Part 3 to our Graham Technique series, taught by Lauren Curley, featuring Turns Around the Back exercises.
Key Elements / Terminology
- Contraction: Engagement that radiates from the center out the limbs. Most frequently referenced in terms of contracting the torso, or engaging the pelvic floor and abdominal wall. The hands and feet are often contracted in response to the torso. For kids, I often describe it as “how your stomach feels when you throw up”.
- High Release: Often in Graham technique the sternum will lift upward in response to the contraction of the core. This is called a high release. In this position it is important to note that the vocal chords should not be strained. Encourage students to try saying their name out loud when holding their high release. If their name sounds garbled, they have collapsed their vocal chords and need to support the back of their neck. Feeling like they have a light beaming out of their sternum and up to the ceiling will help them find the upper back flexion needed.
- Spiral: Often described as being similar to the stripes on a candy cane or a barbershop pole, the element of spiral comes up a lot in the Graham technique. I like the image of a wet towel being wrung out to describe the counter engagement that happens between the pelvic floor and the shoulder girdle. Oftentimes (but not always) the head will follow the spiral of the back so that the entire spine is spiraling.
- Breath: One of the most important elements of Graham is the use of breath. Contraction comes from breath, as does all other movement. This doesn’t necessarily mean that students need to make noise as they move.. but that their movement shouldn’t feel “stuck” or “tense”. Emphasize the way breathing can increase articulation and mobility in movement.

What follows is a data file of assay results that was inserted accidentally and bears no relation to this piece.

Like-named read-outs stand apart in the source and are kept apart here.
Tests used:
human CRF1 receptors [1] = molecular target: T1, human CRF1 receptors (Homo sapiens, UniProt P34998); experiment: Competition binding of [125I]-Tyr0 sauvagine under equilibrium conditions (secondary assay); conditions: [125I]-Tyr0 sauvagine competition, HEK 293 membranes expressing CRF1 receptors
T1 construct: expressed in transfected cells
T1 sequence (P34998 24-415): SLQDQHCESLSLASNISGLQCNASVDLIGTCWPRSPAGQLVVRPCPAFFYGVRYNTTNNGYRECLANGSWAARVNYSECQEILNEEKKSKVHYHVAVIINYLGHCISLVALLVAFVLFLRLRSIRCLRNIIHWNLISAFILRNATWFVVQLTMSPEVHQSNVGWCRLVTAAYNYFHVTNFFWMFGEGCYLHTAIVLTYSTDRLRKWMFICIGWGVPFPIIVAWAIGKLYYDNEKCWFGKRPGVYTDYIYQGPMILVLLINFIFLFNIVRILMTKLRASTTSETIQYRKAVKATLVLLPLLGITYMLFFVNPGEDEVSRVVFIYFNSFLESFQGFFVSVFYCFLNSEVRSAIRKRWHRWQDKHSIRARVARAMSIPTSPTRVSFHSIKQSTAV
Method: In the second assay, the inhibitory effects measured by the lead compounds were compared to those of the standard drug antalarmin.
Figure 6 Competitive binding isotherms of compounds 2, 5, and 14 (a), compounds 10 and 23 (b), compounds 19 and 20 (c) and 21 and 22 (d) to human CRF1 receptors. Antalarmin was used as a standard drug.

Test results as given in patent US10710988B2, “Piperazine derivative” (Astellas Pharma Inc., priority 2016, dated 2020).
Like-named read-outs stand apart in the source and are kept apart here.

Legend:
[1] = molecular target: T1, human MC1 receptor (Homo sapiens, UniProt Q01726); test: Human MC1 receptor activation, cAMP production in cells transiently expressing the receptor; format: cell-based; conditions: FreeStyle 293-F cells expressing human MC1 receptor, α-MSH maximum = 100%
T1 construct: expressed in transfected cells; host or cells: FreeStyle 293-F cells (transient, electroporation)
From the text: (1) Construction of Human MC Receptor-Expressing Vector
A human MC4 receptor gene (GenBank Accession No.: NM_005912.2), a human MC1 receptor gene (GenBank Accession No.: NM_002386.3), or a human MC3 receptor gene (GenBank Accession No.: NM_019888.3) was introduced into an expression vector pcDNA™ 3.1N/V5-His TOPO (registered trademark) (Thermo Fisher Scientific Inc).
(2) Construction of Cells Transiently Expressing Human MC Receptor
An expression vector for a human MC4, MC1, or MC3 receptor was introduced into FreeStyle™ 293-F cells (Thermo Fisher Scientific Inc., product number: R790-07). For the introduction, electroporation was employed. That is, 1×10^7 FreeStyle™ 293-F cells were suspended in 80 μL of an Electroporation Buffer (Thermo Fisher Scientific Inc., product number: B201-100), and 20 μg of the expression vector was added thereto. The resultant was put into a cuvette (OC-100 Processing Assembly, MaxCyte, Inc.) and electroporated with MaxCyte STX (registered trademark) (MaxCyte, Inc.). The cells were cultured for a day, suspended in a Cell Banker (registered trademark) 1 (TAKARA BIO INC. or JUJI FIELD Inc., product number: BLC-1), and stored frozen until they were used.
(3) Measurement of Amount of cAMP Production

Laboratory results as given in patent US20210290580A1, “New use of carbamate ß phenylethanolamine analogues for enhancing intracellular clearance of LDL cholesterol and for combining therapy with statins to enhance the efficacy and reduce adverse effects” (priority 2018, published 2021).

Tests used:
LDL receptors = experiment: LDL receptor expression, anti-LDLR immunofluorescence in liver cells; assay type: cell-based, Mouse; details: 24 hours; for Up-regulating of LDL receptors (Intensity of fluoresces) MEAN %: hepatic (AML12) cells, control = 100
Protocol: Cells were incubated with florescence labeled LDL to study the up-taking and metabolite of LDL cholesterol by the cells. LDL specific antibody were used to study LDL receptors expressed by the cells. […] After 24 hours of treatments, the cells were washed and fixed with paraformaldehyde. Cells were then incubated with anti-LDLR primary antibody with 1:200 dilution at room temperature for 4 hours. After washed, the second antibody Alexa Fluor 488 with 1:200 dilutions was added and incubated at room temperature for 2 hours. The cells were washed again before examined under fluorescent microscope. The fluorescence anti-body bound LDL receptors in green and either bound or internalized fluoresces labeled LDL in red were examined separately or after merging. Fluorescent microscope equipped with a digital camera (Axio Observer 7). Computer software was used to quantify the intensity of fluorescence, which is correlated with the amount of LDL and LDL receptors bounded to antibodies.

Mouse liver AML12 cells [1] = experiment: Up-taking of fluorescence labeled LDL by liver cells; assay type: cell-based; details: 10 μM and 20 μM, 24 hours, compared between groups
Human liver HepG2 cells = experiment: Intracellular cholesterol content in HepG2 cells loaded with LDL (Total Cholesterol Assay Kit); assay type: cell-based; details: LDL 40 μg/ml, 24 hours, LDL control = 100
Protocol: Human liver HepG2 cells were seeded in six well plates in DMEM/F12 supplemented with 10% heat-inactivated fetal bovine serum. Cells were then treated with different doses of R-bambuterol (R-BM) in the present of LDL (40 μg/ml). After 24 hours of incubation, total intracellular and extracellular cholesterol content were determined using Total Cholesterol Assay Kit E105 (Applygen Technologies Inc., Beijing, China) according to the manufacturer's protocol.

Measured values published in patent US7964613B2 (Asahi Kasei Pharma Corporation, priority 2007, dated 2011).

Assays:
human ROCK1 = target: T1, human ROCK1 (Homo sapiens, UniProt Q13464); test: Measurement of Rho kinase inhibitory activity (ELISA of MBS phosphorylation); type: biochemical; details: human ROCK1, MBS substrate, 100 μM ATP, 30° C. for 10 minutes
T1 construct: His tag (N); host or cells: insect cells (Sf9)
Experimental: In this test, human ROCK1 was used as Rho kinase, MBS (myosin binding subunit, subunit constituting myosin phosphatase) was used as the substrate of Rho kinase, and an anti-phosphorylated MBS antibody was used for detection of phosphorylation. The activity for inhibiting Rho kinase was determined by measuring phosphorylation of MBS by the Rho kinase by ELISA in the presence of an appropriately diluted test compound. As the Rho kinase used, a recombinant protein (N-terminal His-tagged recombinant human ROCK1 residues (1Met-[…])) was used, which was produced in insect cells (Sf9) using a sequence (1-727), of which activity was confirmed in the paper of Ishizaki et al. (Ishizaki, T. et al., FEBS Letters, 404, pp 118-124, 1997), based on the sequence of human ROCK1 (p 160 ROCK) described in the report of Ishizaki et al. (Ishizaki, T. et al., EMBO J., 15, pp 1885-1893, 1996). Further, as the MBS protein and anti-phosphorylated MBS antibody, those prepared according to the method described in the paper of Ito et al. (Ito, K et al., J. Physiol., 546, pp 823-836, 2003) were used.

Music: Graham technique requires specific music. Kevin Sport has several different albums available on iTunes and Spotify that are specifically designed for Graham class and the tracks are labeled with their corresponding exercises. These recordings are from the CD titled “Sacred Garment”.
Turns Around the Back
This position can be uncomfortable for some people.. but it shouldn’t hurt your knees! Play around with how far away your heel is from your hip, or the angle at which you are bending your leg that is tucked back. Graham looks different on different bodies.. that’s the beauty of it!
Begin in your Graham fourth position (pelvis on the diagonal, front foot flexed on the walk, back leg tucked under, palms open and forward with pinkies touching the ground, torso spiraled towards your back leg). SEE IMAGE BELOW:
Pelvis will initiate the spiral in opposite direction, beginning from the base of the spine and finishing with the top of the head 1-4, then returning back 5-8. Repeat 1-8. Add your arm, taking the pathway up with middle and then open as you return 1-8. Add your second arm for the second set of 8.
FOR MORE ADVANCED DANCERS: After finishing the first four 8’s of the sequence take one more spiral towards your front leg with the arm 1-4, hinge from your pelvis into a diagonal reach (fingertips the ground) 5-6 lift and spiral 7-8. Come down to your forearm 1-2 (opposite arm will reach long overhead, torso is in a side bend), then use your contraction to bring your torso back to center, remaining in that contracted position with your arms spiraled on 3-4. Release (option to come all the way up to the knees or shins but make sure your toes point in towards one another) with arms out long and torso and head reaching to the side on 5-6, then reset in the center line 7-8. Repeat the entire sequence again. Take one more spiral towards your front leg 1-4 then hold your pitch forward. Try lifting your back leg off the ground and holding it there.
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Lauren began her training in Lowell, Massachusetts at Walker’s Dance. She was a scholarship recipient at the University of Hartford’s The Hartt School, graduating Summa Cum Laude with her BFA in Dance Performance. In her time at Hartt, Lauren furthered her training at the Jose Limon Dance Foundation, Martha Graham School, Paul Taylor’s American Modern Dance, and Henny Jurrien Stichting (NL). Upon graduating she was offered a contract with Repertory Dance Theatre, where she has performed works by world-renowned choreographers such as Jose Limon, Elisa Monte, Donald McKayle, Danielle Agami, and Zvi Gotheiner. Lauren is a faculty member at Creative Arts Academy and teaches master classes at studios and University programs throughout the country. She has been a member of the company since 2014.